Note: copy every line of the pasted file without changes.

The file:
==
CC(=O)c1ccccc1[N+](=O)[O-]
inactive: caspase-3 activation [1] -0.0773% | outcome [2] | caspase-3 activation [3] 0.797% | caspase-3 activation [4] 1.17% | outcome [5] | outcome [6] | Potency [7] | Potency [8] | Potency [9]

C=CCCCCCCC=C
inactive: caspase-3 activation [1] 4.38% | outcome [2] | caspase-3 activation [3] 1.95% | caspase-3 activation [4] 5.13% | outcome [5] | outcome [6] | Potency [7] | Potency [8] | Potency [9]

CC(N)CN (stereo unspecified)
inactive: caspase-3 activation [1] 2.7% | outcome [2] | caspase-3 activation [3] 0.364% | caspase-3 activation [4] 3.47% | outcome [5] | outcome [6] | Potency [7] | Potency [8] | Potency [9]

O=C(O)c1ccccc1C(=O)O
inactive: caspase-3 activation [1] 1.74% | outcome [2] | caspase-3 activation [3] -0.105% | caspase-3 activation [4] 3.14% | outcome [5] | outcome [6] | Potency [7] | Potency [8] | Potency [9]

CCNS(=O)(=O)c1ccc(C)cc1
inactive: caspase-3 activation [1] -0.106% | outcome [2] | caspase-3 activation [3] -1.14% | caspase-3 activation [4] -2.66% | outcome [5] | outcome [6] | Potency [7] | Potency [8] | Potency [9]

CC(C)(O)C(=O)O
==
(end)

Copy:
CC(=O)c1ccccc1[N+](=O)[O-]
inactive: caspase-3 activation [1] -0.0773% | outcome [2] | caspase-3 activation [3] 0.797% | caspase-3 activation [4] 1.17% | outcome [5] | outcome [6] | Potency [7] | Potency [8] | Potency [9]

C=CCCCCCCC=C
inactive: caspase-3 activation [1] 4.38% | outcome [2] | caspase-3 activation [3] 1.95% | caspase-3 activation [4] 5.13% | outcome [5] | outcome [6] | Potency [7] | Potency [8] | Potency [9]

CC(N)CN (stereo unspecified)
inactive: caspase-3 activation [1] 2.7% | outcome [2] | caspase-3 activation [3] 0.364% | caspase-3 activation [4] 3.47% | outcome [5] | outcome [6] | Potency [7] | Potency [8] | Potency [9]

O=C(O)c1ccccc1C(=O)O
inactive: caspase-3 activation [1] 1.74% | outcome [2] | caspase-3 activation [3] -0.105% | caspase-3 activation [4] 3.14% | outcome [5] | outcome [6] | Potency [7] | Potency [8] | Potency [9]

CCNS(=O)(=O)c1ccc(C)cc1
inactive: caspase-3 activation [1] -0.106% | outcome [2] | caspase-3 activation [3] -1.14% | caspase-3 activation [4] -2.66% | outcome [5] | outcome [6] | Potency [7] | Potency [8] | Potency [9]

CC(C)(O)C(=O)O